You also find them throughout Annapolis. Comptroller William Donald Schaefer helped dig a Bay garden at the State Treasury Building on Calvert Street in Annapolis. Other Bayscapes front Maryland Hall for the Creative Arts (801 Chase St.); at ARC (931 Spa Rd.), you’ll find a garden planted to appeal to all the senses. Visit these gardens whenever you like.

Gardens serve many purposes. Get a glimpse of authentic colonial gardens at the William Paca Garden in Annapolis, which celebrates its 30th anniversary this year. Two lush acres feature terraces, a fish-shaped pond and wilderness garden. On this self-guided tour, you can stroll as long and as slow as you want. Visit daily 10-5pm or Sundays noon-5pm (410/267-7619).

Get out of the city in seconds at Tawes Garden, a five-acre botanical sanctuary hidden in the Tawes State Office Building, where Maryland Department of Natural Resources is housed. The gardens re-create the flora of every region in Maryland, from the Eastern Shore peninsula to Western Maryland forests. (Open daylight hours; enter by the DNR lobby on work days; follow an outdoor path when DNR is closed: 410/260-8189 • www.dnr.state.md.us.)

South of Annapolis, in Edgewater, walk the rolling slopes of Londontown Gardens for another lovely experience in the intimate relations of perennials — many from colonial times — and trees. Daily 10-4:30pm. $2 (410/222-1919).

To spice up nature with art, take a Sunday drive farther south to Annmarie Garden on Dowell Road in Solomons. Sculpure blends into woodlands and open lands in outdoor gallery. Admire the design daily 10-4pm (410/326-4640).
Don’t overlook your own garden, or a friend’s. So much beauty and solace is to be had at home that Annapolis Horticulture Society hosts seasonal open garden days (membership only $15; get info from newsletter editor Judy Thompson at jrthompson@toad.net)

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95. Write a Story; Think of Bay Weekly
Do you have a way with words and an ear for the issues important to your community? Consider sharing your talents. Bay Weekly is always looking for new voices from Bay Country.

Read our mission statement to find out how we approach the news. Ours is a dream “of people who want more than dismal, doom-and-gloom news and mind-numbing entertainment.” Though we don’t mind taking a stand, Bay Weekly’s goal is “to focus on the good in society and to explore ways to improve our world.”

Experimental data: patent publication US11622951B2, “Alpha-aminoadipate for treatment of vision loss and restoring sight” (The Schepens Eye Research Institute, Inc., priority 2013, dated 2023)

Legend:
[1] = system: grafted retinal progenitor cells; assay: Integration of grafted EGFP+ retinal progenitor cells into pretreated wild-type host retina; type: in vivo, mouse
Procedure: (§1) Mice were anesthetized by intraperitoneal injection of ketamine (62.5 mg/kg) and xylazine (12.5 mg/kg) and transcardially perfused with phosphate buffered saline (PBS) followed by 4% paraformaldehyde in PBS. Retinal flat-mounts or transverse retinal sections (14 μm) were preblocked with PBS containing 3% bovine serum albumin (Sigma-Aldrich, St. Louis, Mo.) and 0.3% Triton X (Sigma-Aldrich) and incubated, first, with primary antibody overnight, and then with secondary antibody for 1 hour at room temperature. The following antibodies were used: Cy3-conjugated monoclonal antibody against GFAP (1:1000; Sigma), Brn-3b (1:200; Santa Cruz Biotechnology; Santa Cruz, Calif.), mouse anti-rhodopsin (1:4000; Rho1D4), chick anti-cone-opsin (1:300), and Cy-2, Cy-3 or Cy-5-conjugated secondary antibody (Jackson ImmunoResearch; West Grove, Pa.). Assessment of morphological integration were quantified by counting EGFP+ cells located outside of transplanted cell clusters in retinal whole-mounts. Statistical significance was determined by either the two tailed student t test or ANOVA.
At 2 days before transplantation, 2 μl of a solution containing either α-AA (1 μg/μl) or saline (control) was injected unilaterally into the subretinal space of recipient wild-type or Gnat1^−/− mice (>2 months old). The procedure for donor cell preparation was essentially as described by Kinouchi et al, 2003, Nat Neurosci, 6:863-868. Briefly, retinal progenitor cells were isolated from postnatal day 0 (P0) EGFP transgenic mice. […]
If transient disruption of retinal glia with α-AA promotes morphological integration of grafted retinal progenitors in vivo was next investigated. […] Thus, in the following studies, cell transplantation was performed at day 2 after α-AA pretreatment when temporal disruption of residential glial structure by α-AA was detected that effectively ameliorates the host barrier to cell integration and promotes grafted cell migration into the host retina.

Read our paper to find out what and who we write about. You’ll find local and state politics, challenges and solutions to sustaining the environment and ways to play in Chesapeake country. You’ll read of the Native Americans, musicians, artists, politicians and interesting characters among us.

You’ll find critters of the land, sea, sky and household. Movie reviews. Kids’ stuff. Places to go and things to do.

You may find opportunity as well. Send your writing ideas with an outline to editor@bayweekly.com. Follow up with a phone call on Monday, Thursday or Friday: 410/867-0304. But remember, you can’t start out as Bill Burton.

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96. Sit on the Dock of the Bay
Sit on the dock of the Bay. If it’s too much work to find a dock, you’ll do fine on a deck or in a deck chair. Watch the tide roll away. You know the rest.

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97. Get Romantic on a Steamy Summer Night
Go ahead and splurge. After a day on the Bay, take a \ break to prepare for a big night out. Shower up, moisturize your skin and put on your summer finest; white is ideal.

Head to that restaurant or crab house where you’ve always wanted to go. Hold out for a table by the window, then order a tall, cool rum drink to get things going. Chat a bit; you’re in no hurry. Stop to see the sun drop off the hazy horizon. Recall last night’s dream. Then order something you don’t often get and share it with your partner.
I
f you’re up to it, call for an after-dinner drink while you talk some more. Leave behind a generous tip and hold hands going out the door. Now take a stroll or head on home. And though it may be late, don’t fall asleep.

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98. Keep Cool, Play Pool
It’s a scorcher of a day. You’d love to take a dip, but the Bay is full of jellies and you don’t have access to a pool. Tough break.

How about seeing just how tough your break is? Head to your local air-conditioned billiard parlor to escape the heat and practice your cross-corner bank shot. Try Bill & Billie’s Q club in Arnold at 1244 Ritchie Hwy. The tables are open 10am-2am Su-Th; 10am-4am FSa. There are time discounts on the $5 per-person per-hour price: 410/544-8185.

There’s also Annapolis Billiards, formerly Jillian’s in Parole: 3:30pm-2am daily for $10 per hour: 410/841-5599.

For billiards by the Bay, try CB Reef’s at Calypso Bay in Tracey’s Landing. The games are free and the bar is open every day at 11am till 1:30am WThFSa: 410/867-9787.

Don’t break a sweat this summer: play pool.

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99. Make a Friend of a Watershed
Summer is water-time: swim-time, sail-time, dive-time, go-fish-time. There’s another way to get yourself into the water: imagining yourself into its life. This is a good questions-game for rainy days or car-trips. If you start playing it often, even by yourself, it’s amazing what you’ll learn.